Thursday, July 18, 2024
 
 

Merkel’s party cooperates with far right to elect liberal state premier

EPA-EFE/FILIP SINGER
The new elected State Prime Minister of the Free Democratic Party (FDP), Thomas Kemmerich, announces his resignation just one day after his election, in Erfurt, Germany, 06 February 2020. Political parties and citizens calling for protest reacted to yesterday's surprise election of Kemmerich as the new state premier of Thuringia. Kemmerich became premier with the votes of Alternative for Germany (AfD), a right wing party that so far had been shut out of coalition agreements.

- Advertisement -

Lawmakers from Angela Merkel’s Christian Democrats and the far-right Alternative for Germany (AFD) faced criticism about cooperating on Wednesday, when they voted to install a liberal as leader of the eastern state of Thuringia. The vote was secret.
Thomas Kemmerich, the little-known politician of the small party Free Democrats (FDP), was elected with 45 votes to 44. This is the first time a state premier has been elected with support of the aggressively nationalist AFD, who is known for its anti-EU, anti-immigration, anti-Islam and xenophobic views.
The Social Democrats, coalition partners to Merkel’s party, accused the CDU and the FDP of collaborating with the AFD, who decided not to vote for their own independent candidate but support Kemmerich instead.
“A representative of the FDP’s liberal democrats has allowed himself to be elected state premier in Thuringia by the illiberal anti-democrats of the AfD. And the CDU plays along”, said Saskia Esken, co-leader of the Social Democrats.
FDP leader Christian Lindner called the AfD’s support “surprising,” adding: “We do not support the goals of the AfD. But we have no power over who supports our candidate”.
Kemmerich was also criticised within his own party for allowing himself to be elected with AfD votes.
Later in the day, after a meeting with his party leader, Christian Lindner, Kemmerich announced he will step down: “Resignation is unavoidable. Democrats need democratic majorities”, he said.
Merkel said it was “unforgivable” that politicians from her party voted with the AfD to remove Thuringia’s leftwing premier, and that the outcome “has to be reversed”. She also accused the Thuringia CDU of abandoning the “values and beliefs” of the party.
If the vote is not redone, Kemmerich will have to form a new government, which will be difficult as he has vowed not to work with the AfD. However, the FDP and CDU alone would not have enough seats even for a workable minority government.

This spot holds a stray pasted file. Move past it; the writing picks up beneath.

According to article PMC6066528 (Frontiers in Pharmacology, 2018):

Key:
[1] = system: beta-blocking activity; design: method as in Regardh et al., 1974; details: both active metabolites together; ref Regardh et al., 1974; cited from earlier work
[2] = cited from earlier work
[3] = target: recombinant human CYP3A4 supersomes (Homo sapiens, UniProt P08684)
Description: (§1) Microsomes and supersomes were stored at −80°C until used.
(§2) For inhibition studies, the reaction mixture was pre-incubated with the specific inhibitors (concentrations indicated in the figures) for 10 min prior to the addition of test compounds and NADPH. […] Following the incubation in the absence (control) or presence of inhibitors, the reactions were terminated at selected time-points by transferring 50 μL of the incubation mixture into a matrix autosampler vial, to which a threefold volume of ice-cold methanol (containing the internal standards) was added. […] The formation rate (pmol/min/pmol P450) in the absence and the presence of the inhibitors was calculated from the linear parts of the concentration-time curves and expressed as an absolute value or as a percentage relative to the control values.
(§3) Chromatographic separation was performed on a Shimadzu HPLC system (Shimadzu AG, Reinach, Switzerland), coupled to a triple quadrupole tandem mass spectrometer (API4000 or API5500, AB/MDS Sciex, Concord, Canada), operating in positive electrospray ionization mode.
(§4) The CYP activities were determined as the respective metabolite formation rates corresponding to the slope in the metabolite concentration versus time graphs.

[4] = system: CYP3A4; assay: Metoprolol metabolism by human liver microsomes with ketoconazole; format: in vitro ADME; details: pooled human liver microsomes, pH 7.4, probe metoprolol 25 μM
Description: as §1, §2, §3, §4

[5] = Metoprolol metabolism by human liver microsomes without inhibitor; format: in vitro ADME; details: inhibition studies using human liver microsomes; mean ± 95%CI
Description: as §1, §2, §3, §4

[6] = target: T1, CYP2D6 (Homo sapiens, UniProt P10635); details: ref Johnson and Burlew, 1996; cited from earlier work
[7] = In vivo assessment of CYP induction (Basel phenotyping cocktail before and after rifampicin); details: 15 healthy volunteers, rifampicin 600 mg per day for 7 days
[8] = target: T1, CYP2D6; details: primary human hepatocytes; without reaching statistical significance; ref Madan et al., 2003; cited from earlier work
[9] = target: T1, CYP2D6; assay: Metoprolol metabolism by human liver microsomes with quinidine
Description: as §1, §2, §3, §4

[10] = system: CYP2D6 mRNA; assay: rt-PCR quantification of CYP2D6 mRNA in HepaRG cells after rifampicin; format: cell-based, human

- Advertisement -

Subscribe to our newsletter

Latest

Policies on Deforestation Show Europe’s Internal Splits

Former U.S. Secretary of State Henry Kissinger once famously...

NATO Summit: “Trump-proofing” Ukraine support while Biden appearances under a microscope

The July 9-11 NATO Summit was originally envisioned as...

Russia failing to replace lucrative European gas deliveries with sales to China

Russia’s attempts to build the Power of Siberia 2...

Astana SCO Summit reaffirms its growing geopolitical role

The 24th summit of the Council of Heads of...

Don't miss

Policies on Deforestation Show Europe’s Internal Splits

Former U.S. Secretary of State Henry Kissinger once famously...

NATO Summit: “Trump-proofing” Ukraine support while Biden appearances under a microscope

The July 9-11 NATO Summit was originally envisioned as...

Russia failing to replace lucrative European gas deliveries with sales to China

Russia’s attempts to build the Power of Siberia 2...

Astana SCO Summit reaffirms its growing geopolitical role

The 24th summit of the Council of Heads of...

Uzbekistan: A Key Player in the (Central Asian) Great Game

Uzbekistan has had considerable success in attracting billions of...

Berlin Ukraine Recovery Conference

Although partially overshadowed by urgent Ukrainian requests for emergency help with its immediate air defense needs, as well as political shockwaves emanating from the...

Tackling new threats to critical energy infrastructure

The explosions that targeted the Nord Stream pipelines from Russia to Germany in September 2022 and the suspected sabotage of Baltic-connector pipeline, which supplies...

Energy-strapped Germany sets ambitious 30 GW offshore wind target by 2030

Germany, which has been struggling to fill its massive energy gap following Russia’s invasion of Ukraine and reduction of natural gas deliveries, is planning...

Germany’s approval of tanks for Ukraine suggest Berlin is no longer on the fence

The decision to dispatch some Leopard 2 tanks to Ukraine suggests Germany's Chancellor Olaf Scholz has finally decided which side he would like to win in Kyiv’s struggle against Putin’s barbarism.

The end of Europe

The European Union is simply too big; it is composed of too many cultures and political perspectives; and, despite Brussels' claim that it values diversity over all other issues, this does not include a deviation from what it considers its own norms. As matters currently stand, the EU runs the risk of collapsing under its own weight.

Scholz’s Berlin Process Summit yields agreements, draws yawns

The November 3 Berlin Process Summit, held in the presence of six Western Balkan leaders and key EU luminaries in the context of the...

Kazakhstan’s president proposes Constitutional reforms referendum

Kazakhstan’s President Kassym-Jomart Tokayev proposed on April 29 holding a referendum in the Central Asian country on the draft amendments to the Constitution and...

Interview: Uzbekistan an active player in the global trade system

New Europe in an exclusive interview during the first Tashkent International Investment Forum, spoke to Laziz Kudratov, Uzbek first deputy minister for investment and...